Is selling in the trucking industry nothing more than pricing?
Absolutely not, says Andy Ahern of Ahern & Associates, a transportation management consulting firm in Phoenix, Ariz.
"If all you have to sell is price; go find another profession," he said in a recent newsletter.
This also came up in March during a panel discussion of next-generation leaders at the Truckload Carriers Association's annual conference.
In order to get better rates, several panelists noted, you have to offer something more in the way of service than the competition. This is especially vital for smaller carriers that can't compete on volume.
"If you're always chasing the easy stuff, you're easily replaceable," said Steve Gordon, COO of Gordon Trucking Inc. "In that case, size doesn't necessarily matter, if you provide a valuable service better than anyone else."
At Heartland Express, said President Mike Gerdin, "When we go to a customer, we ask for their toughest lanes, the ones they can't get covered, and give the best service on it. If you get a foot in with that customer, you can grow that customer, if you're taking care of stuff that really creates a problem for him each and every day."
Gerdin's comments echoed those of Jim Mickey, co-owner of Canada's Coastal Pacific Xpress, back when I interviewed him as a 2010 HDT Truck Fleet Innovator.
CPX has actively gone after freight that requires a better person behind the wheel than what's considered average. This allows the company to get higher rates, which in turn allows it to pay its drivers better, which in turn helps make sure its driver workforce will provide the kind of service the shippers are paying for.
As a result, he says, his company's the one shippers turn to when "it absolutely positively needs to be done," and done right.
Failing your way to success
So if you're not going to sell on price, what's the key to a good salesperson? First and foremost is the ability to handle failure and rejection, Ahern says.
"The key to getting everything they want is to know that all of their yeses are hidden behind the no's," he says.
Ahern quotes an expert on sales performance, Tom Hopkins: "I never see failure as failure, but only as experience. I never see failure as failure, but only as a negative feedback that I need to change course in my direction. I never see failure as failure, but only as an opportunity to develop my sense of humor. I never see failure as failure, but only as the opportunity to practice my techniques and perfect my performance. I never see failure as failure, but only as the game I must play to win."
I wrote about failure in this blog earlier this year, in a post titled "How to be more innovative," about Tim Richardson's presentation at the 2012 Recruitment & Retention Conference put on by the Truckload Carriers Association and ACS Advertising.
Fact is, some of our most famous inventors had plenty of failures. Thomas Edison is a prime example. There's a story that says it took thousands of attempts for Edison to perfect the light bulb. When asked about his failures, Edison reportedly said they were not failures, for with each attempt, something was learned about what would NOT work.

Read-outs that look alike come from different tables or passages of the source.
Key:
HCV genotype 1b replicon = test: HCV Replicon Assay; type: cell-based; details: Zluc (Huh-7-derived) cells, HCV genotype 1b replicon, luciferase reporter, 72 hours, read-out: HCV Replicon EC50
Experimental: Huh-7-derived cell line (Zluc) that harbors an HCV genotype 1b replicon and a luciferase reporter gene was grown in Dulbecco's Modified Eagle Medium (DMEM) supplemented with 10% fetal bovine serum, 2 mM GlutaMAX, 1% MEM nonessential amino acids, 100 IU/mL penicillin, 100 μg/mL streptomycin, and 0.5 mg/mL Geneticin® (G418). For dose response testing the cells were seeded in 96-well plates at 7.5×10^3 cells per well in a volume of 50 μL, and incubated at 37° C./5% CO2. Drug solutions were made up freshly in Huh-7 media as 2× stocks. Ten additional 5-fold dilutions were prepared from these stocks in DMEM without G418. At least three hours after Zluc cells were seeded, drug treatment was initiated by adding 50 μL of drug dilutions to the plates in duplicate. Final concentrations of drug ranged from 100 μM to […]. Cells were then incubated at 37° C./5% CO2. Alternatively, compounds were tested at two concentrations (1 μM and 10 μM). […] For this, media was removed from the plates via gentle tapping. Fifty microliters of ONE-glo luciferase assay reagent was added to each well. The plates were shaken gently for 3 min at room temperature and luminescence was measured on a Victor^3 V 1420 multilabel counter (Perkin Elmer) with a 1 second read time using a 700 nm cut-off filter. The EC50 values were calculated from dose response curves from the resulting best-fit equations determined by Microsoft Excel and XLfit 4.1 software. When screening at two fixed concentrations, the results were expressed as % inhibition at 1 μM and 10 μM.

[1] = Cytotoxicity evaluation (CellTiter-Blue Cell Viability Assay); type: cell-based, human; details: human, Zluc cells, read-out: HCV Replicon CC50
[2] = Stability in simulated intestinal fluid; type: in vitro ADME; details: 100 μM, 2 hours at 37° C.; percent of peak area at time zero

After years of training sales people and redesigning sales programs, Ahern also observes that successful salespeople:
* listen to what the customer needs are and then address those needs.
* are always prepared
* consistently prospect
* are dedicated
* are professional (assertive and persistent, but not aggressive)
"I truly believe that every sales person can get whatever they want in life when they stop complaining and they start asking the right questions," Ahern says.
The next week, Ahern wrote that he had a number of comments to the effect that he was "off the mark" with his comments because today, selling in the trucking industry is nothing more than pricing. In addition to advising those who sell only on price to go find another job, Ahern said that salespeople do need support from management, including specific goals and objectives.
Too many salespeople, he says, sell in a specific pattern instead of customizing his approach to each customer.
"It's true that shippers are very price sensitive today, but if all you have to sell is price, then you're not going to be successful," he says. "A successful salesperson is a person that understands how to open a window of opportunity and create a sale, and they also know how to explore those opportunities so they can close a sale, and that is beginning of the process to changing a sales person's pattern."
Two ears, one mouth
Ahern says it's very important for sales people to recognize that:
* The buyer has the answers.
* A salesperson can't make a sale without a buyer.
* A buyer only buys when he/she can't fill their own needs.
That's why it's vital for a good salesperson to be a good listener -- yet that's also one of the most difficult skills to develop. "Until a salesman finds out what the issues are, it's going to be impossible to make the sale."
"If you sell strictly price, that's what you're going to get -- a price-sensitive shipper," Ahern says. "Yes, shippers are price sensitive. Yes, you're going to lose relationships after many years just because. However, at the end of the day, if you service that customer and that customer has left you strictly for price, that customer will (at some point) come back to you, if you stay in touch with the customer, you don't get angry at the customer; and you continue to provide that customer the benefits they will receive should they re-engage your services."
Ahern & Associates: http://www.ahern-ltd.com
Next-Generation Leaders Run a Tight Ship, 3/14/2012
Selling Has Nothing To Do With Selling, November 2010
Ahern and Associates Launches New Trucking Company Crisis Hotline, 10/18/2010